Examining the Green Bay Packers' roster:
This might be the hardest call of them all, whether to keep both Flynn and Tolzien. And if the answer is no, then which to keep? Flynn is a proven winner as a backup, although he lacks some of Tolzien's physical attributes. There's just something about the Flynn-Packers marriage that seems to work, but Tolzien is making it a tough call. This one is going right down to the end.
RUNNING BACKS (4)
It does not look like undrafted rookie Rajion Neal will have a shot because of the knee injury he sustained in the preseason opener, and neither rookie LaDarius Perkins of Mississippi State nor Michael Hill has done enough to warrant a spot. The Packers can get by with three halfbacks and a fullback.
If a sixth receiver sticks, it will be Kevin Dorsey. He has the potential to be a core special teams player. It may come down to the third quarterback or the sixth receiver.
TIGHT ENDS (4)
The toughest decision may come on Jake Stoneburner. He's not the special teams player or blocker that Taylor is but with Bostick out several weeks because of a leg injury, Stoneburner's skills as a receiver might be needed. The Packers put Colt Lyerla on injured reserve because of a knee injury.
OFFENSIVE LINEMEN (8)
The loss of Don Barclay to a season-ending knee injury makes the loss of starting center JC Tretter for up to six weeks even more problematic, but it might not cause the Packers to keep a ninth lineman. They typically activate only seven for games anyway.
DEFENSIVE LINE (5)
The loss of B.J. Raji to a season-ending torn biceps might not force the Packers to keep an extra defensive lineman, especially considering Letroy Guion (hamstring) can't get on the field. Going light at the this spot isn't as big of a deal because outside linebackers Mike Neal and Julius Peppers both can play with their hands on the ground.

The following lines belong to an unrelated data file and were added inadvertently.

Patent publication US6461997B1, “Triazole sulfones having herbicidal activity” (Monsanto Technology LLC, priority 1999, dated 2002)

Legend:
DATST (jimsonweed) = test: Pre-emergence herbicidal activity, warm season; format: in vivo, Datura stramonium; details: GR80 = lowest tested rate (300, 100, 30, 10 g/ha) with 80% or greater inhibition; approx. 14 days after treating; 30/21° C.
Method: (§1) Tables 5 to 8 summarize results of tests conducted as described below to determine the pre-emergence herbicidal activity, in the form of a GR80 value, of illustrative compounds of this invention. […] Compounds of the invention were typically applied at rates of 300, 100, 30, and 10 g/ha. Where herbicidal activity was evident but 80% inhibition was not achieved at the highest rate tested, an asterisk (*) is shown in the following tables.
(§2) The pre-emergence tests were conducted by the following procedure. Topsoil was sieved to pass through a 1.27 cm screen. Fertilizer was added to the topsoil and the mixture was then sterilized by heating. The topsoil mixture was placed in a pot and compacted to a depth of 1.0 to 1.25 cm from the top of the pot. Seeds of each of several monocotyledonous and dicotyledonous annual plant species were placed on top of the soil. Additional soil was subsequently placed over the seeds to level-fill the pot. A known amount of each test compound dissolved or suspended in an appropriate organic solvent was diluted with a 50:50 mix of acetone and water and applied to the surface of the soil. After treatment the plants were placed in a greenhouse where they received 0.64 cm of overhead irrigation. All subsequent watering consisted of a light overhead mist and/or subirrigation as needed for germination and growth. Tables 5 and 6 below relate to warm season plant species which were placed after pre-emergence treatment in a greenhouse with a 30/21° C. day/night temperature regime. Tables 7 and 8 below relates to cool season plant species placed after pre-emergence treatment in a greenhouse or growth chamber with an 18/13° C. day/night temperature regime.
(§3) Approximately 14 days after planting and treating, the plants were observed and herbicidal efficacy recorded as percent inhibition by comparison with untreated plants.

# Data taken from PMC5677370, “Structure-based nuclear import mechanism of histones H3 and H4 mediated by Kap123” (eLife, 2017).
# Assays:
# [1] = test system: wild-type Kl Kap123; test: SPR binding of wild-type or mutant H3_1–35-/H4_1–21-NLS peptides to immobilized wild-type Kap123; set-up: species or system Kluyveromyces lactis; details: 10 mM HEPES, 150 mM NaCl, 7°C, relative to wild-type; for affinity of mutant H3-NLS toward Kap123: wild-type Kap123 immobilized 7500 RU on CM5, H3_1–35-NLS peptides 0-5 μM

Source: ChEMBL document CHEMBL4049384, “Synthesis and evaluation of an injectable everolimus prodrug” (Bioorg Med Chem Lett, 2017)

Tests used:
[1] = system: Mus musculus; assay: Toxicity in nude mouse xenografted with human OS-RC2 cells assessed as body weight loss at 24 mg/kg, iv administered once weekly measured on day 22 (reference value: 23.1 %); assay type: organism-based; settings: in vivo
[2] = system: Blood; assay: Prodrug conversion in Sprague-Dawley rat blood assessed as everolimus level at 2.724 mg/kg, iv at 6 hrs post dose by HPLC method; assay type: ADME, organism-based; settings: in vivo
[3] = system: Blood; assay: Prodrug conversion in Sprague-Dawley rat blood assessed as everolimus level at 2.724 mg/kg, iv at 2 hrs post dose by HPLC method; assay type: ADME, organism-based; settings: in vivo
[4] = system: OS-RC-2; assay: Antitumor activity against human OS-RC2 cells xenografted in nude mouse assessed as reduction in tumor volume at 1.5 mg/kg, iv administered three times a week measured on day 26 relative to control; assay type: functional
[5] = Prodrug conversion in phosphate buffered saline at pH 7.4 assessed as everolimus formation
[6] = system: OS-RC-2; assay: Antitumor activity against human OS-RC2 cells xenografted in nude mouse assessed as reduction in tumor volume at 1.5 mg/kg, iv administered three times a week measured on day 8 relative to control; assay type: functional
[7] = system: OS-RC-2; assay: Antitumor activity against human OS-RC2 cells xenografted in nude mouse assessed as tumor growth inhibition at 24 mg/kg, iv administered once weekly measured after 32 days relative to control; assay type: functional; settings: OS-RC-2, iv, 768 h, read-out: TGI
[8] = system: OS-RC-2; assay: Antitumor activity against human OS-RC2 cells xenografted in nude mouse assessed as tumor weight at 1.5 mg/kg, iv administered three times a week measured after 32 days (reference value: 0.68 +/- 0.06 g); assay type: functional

Elliott, the undrafted rookie from Toledo, has played his way onto the roster by backing up his three-sack performance against the Rams with another sack on Friday against the Raiders. It gives the Packers a surplus of outside linebackers, but Mulumba and Palmer should stick because of their involvement on special teams. The way rookie outside linebacker Carl Bradford has played, there's little reason to keep him on the roster unless Thompson decides he just can't cut a fourth-round pick this soon. The Packers haven't cut a fourth-rounder coming out of camp since receiver Cory Rodgers in 2006.
Rookie Demetri Goodson is another draft pick who looks like he won't make it. The Packers can afford to keep only five cornerbacks because safety Micah Hyde will play as a slot cornerback in the dime package. If they keep another one, look at Jumal Rolle, who got a late-season promotion from the practice squad last year.
This group went from the weak link of the defense last year to potentially having three starting-caliber players in Burnett, Hyde and Clinton-Dix. Plus, Richardson keeps showing playmaking potential and Banjo has played a big part on special teams.
Unlike last year, when Crosby was under the microscope, there's no competition here.